One of the biggest implications of globalization for companies seeking to expand to foreign shores is the task of balancing standardization with customization. From a branding perspective, this issue assumes even more significance. When some of the world’s biggest brands expand beyond their home markets, they are tempted to repeat their tried and tested formula in the new market as well. In fact, this has been the path followed by many brands. The assumption in such a case is that customers would be too eager to consume the great brand because of its authenticity, heritage and associations. But this tendency is gradually changing as global companies from the West are learning about the unique needs of the customers in different markets along with the pressures of lifestyle, economic and cultural conditions in Asia.
Glocalization – maintaining the brand logo, the key message and the underlying philosophy and localizing the brand elements to offer customers an authentic local feel – is increasingly becoming the preferred business model for global brands. By extending the unique brand experience through customized channels and offerings, global brands seem to be finding a middle path where they can maintain the global brand aura and still appeal to the customers in the authentic local way.
Once feared as the deal buster, the Internet has been a blessing for businesses and customers around the world. The Internet has been instrumental in making the world a much flatter place as compared to before the Internet’s advent. Companies today must consider digital branding in its overall strategic agenda and think of ways to effectively leverage on it. Notably, the Internet has offered benefits to both customer and companies.
For customers, the Internet has:
For companies, the Internet has:
Given these fundamental shifts in the way businesses have been forced to operate since the advent of the Internet, branding has also morphed gradually. Some of the prominent impact factors have been:
Co-creating the brand meaning with customers: For a long time, companies have had the luxury of creating the brands and communicating those brand meanings to the customer base. It was a one-way street then, but not any longer now. The emergence of many virtual brand communities on the Internet has challenged this traditional model. Companies have their representatives as participants in these communities to interact with customers real time, gain feedback, learn about possible avenues to engage the customers and finally to involve customers directly in creating the brand meaning.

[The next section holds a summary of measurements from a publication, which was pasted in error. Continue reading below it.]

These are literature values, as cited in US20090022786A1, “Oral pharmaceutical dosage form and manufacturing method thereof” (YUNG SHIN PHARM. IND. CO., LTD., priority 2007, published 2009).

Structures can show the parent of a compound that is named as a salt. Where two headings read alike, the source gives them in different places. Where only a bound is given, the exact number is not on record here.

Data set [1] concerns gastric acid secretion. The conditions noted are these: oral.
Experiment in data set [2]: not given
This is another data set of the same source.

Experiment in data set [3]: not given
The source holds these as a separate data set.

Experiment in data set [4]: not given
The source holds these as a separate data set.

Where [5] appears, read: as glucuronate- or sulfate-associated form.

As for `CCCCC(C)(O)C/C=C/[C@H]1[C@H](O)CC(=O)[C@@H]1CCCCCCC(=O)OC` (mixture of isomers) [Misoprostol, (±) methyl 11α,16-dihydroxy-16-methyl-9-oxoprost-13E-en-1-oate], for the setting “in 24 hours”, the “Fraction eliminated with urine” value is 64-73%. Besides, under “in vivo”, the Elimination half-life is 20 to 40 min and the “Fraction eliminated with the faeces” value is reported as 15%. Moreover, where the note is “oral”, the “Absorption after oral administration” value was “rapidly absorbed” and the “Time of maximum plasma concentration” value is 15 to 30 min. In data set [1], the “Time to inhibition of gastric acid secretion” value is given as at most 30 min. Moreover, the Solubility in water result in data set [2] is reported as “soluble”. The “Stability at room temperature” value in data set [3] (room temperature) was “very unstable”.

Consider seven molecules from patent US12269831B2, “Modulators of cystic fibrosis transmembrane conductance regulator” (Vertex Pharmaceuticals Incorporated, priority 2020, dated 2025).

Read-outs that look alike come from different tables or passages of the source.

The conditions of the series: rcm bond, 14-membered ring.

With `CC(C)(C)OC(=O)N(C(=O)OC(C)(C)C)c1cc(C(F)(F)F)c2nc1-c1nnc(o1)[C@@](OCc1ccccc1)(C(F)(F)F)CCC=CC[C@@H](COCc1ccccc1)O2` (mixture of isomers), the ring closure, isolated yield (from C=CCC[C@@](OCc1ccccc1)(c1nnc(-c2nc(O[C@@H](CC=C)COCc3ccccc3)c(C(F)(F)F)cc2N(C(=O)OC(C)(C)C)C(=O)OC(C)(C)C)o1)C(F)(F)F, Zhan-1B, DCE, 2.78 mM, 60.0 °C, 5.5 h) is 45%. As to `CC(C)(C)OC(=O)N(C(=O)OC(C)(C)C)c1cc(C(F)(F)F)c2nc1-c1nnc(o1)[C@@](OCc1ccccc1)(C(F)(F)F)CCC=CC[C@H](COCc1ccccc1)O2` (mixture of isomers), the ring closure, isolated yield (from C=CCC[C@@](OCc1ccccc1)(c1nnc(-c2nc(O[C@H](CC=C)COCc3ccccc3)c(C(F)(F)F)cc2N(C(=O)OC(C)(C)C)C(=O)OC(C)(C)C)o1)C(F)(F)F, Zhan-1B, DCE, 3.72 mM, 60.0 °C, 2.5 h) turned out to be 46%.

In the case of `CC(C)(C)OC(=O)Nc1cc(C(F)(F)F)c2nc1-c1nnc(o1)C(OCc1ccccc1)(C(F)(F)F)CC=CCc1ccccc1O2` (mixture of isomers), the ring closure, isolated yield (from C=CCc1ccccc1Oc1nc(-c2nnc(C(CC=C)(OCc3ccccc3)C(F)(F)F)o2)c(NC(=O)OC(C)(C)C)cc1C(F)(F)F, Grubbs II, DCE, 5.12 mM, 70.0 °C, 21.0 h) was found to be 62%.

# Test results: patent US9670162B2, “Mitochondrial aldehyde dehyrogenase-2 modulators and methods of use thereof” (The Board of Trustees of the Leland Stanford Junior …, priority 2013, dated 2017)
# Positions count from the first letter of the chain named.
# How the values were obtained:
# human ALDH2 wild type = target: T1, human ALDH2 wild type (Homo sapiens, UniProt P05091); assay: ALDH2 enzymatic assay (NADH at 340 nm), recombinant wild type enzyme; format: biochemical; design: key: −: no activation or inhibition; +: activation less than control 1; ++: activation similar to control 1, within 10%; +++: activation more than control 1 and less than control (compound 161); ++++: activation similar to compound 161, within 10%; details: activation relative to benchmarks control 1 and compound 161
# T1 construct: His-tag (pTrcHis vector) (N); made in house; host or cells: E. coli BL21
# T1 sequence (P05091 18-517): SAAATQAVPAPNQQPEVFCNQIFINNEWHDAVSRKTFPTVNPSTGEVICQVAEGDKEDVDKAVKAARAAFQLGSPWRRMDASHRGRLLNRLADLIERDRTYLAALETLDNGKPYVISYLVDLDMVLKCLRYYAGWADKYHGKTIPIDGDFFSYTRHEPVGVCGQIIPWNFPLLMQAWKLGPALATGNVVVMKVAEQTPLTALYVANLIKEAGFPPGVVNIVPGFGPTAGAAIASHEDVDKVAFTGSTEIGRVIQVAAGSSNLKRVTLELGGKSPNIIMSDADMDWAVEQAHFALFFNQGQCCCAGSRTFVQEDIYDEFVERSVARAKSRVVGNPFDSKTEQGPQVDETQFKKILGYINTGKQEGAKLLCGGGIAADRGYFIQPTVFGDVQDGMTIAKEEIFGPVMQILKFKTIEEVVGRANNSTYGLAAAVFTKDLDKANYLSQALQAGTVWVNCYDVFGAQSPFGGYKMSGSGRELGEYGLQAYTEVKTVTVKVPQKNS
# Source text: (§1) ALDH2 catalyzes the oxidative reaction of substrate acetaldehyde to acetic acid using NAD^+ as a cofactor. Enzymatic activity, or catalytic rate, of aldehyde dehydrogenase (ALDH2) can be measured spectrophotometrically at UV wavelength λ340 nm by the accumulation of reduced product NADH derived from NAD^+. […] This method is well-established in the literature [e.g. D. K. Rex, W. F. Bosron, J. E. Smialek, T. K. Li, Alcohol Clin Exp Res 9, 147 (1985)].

Customer centricity as a model of engagement: Most of the companies have for long followed the brand centric or product centric model whereby all decision of the top management were made with the focal brand in mind. As such, customers were at the receiving end of the finished product. The Internet has altered this dynamic fundamentally. Companies are being forced to place the customer at the center of all corporate activities. This means that brand managers and brand strategists must design the brand offerings to boost the profile of the brand and also to serve the customer better.
Offer better value to fight price transparency: Brands have always had the problem of generic products and private labels eating into their margins and luring their customers away. The Internet has added yet another dimension to this age old problem. There are many websites and forums on the Internet which collect the minutest of details about brands, compares them across a myriad of product categories, tabulates them and presents these differences to users. Such a transparent system that allows access to customers will put more pressure on brand managers to better convey the value proposition to the customers. As such, brand managers must continue to innovate in how they communicate the brand proposition to customers.
The first step for brands to successfully globalize is to appoint a CMO to represent brand management at the boardroom level and put customers at the centre of focus. Once that is in place, the brand must align all organizational activities around the brand charter and then closely monitor customer feedback in order to co-create the brand meaning with customers and tweak their strategy as required.
Brands must utilize the five global brand success factors mentioned above as a key guiding principle in their journey towards globalization. Additionally, it will be essential for brands to incorporate digital into their brand strategy and find ways to translate the capabilities of the Internet into a better customer experience in order to enhance overall brand equity and brand value.
About the author: Martin Roll – Business & Brand Strategist
Download book chapter (PDF): Asian Brand Strategy – Martin Roll